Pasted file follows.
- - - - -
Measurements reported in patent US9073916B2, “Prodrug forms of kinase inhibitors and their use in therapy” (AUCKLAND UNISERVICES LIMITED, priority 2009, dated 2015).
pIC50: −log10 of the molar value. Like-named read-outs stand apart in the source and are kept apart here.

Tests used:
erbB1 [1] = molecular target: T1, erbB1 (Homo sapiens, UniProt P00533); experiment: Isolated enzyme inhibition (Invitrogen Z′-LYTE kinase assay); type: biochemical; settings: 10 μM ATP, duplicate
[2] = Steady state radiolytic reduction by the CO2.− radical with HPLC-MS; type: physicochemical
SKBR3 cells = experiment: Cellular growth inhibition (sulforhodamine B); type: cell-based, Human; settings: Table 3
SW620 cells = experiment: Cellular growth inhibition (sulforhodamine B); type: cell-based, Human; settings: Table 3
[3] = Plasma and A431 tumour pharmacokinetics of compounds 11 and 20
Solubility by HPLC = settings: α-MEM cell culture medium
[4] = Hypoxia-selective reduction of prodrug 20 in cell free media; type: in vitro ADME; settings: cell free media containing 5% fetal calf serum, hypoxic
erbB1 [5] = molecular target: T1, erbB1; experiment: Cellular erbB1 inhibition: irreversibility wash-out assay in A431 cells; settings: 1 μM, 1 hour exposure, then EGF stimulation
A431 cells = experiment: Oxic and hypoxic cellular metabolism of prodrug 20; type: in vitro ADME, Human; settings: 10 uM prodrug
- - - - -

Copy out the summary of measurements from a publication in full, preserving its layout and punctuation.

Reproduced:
Measurements reported in patent US9073916B2, “Prodrug forms of kinase inhibitors and their use in therapy” (AUCKLAND UNISERVICES LIMITED, priority 2009, dated 2015).
pIC50: −log10 of the molar value. Like-named read-outs stand apart in the source and are kept apart here.

Tests used:
erbB1 [1] = molecular target: T1, erbB1 (Homo sapiens, UniProt P00533); experiment: Isolated enzyme inhibition (Invitrogen Z′-LYTE kinase assay); type: biochemical; settings: 10 μM ATP, duplicate
[2] = Steady state radiolytic reduction by the CO2.− radical with HPLC-MS; type: physicochemical
SKBR3 cells = experiment: Cellular growth inhibition (sulforhodamine B); type: cell-based, Human; settings: Table 3
SW620 cells = experiment: Cellular growth inhibition (sulforhodamine B); type: cell-based, Human; settings: Table 3
[3] = Plasma and A431 tumour pharmacokinetics of compounds 11 and 20
Solubility by HPLC = settings: α-MEM cell culture medium
[4] = Hypoxia-selective reduction of prodrug 20 in cell free media; type: in vitro ADME; settings: cell free media containing 5% fetal calf serum, hypoxic
erbB1 [5] = molecular target: T1, erbB1; experiment: Cellular erbB1 inhibition: irreversibility wash-out assay in A431 cells; settings: 1 μM, 1 hour exposure, then EGF stimulation
A431 cells = experiment: Oxic and hypoxic cellular metabolism of prodrug 20; type: in vitro ADME, Human; settings: 10 uM prodrug